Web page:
Cautious calm in Cairo, as junta pressed on power handover
A fragile truce prevailed Sunday in central Cairo after four days of sporadic street battles between anti-military protesters and security forces, said witnesses, dpa reported.
Seven people have been killed in the clashes since they erupted on Thursday, according to government figures.
The two sides accepted the truce negotiated by clergymen and lawmakers to end clashes near the Interior Ministry headquarters, said the witnesses.
Thousands of protesters, mainly football fans, had rallied against the police guarding the Interior Ministry headquarters, attempting to seize the building.
They were infuriated by the deaths of 74 people in football violence that followed a match in the northern city of Port Said on Wednesday.
The protesters blame the country's military junta and police for the deaths.
Earlier on Sunday, unknown arsonists torched a government building adjacent to the Interior Ministry headquarters, reported state television.
Footage on the broadcaster showed flames of fire rising from the building, housing tax agency offices.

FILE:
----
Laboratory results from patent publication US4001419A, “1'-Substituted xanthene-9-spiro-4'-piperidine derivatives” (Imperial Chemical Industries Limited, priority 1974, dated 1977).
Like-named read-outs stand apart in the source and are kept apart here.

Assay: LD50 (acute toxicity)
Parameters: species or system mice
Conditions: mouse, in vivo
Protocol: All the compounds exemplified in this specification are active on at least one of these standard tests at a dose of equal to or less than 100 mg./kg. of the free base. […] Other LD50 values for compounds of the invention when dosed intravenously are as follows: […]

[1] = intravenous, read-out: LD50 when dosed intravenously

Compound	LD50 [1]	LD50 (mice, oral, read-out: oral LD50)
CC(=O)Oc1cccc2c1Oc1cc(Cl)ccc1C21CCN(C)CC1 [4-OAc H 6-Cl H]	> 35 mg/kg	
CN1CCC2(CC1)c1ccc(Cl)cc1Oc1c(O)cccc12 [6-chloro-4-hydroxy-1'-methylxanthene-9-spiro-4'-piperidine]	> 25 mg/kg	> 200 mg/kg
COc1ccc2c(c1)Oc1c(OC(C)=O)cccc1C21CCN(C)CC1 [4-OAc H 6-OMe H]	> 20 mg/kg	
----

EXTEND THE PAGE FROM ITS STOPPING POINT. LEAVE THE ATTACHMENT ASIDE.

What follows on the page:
The fire, the second to hit a government building in three days, was put out, according to the report. No casualties were reported.
Several political groups are accusing the military of having orchestrated Egypt's worst-ever football riot and inciting chaos in the country allegedly to prolong its stay in power.
The junta, that has been ruling Egypt since a popular revolt forced former president Hosny Mubarak to step down last February, has pledged to transfer power to an elected civilian administration by July.
An advisory council set up by the ruling Supreme Council of the Armed Forces (SCAF) on Saturday recommended February 23 as the opening date for the registration of candidates for presidential elections.
The SCAF had initially proposed registration by mid-April for the elections due to take place in mid-June.
The advisory council also proposed the detention of all leading figures of Mubarak's now-disbanded National Democratic Party as well as senior Interior Ministry officials appointed under Mubarak.
Activists have been calling for collective acts of civil disobedience to pressure the military to speed up the transfer of power.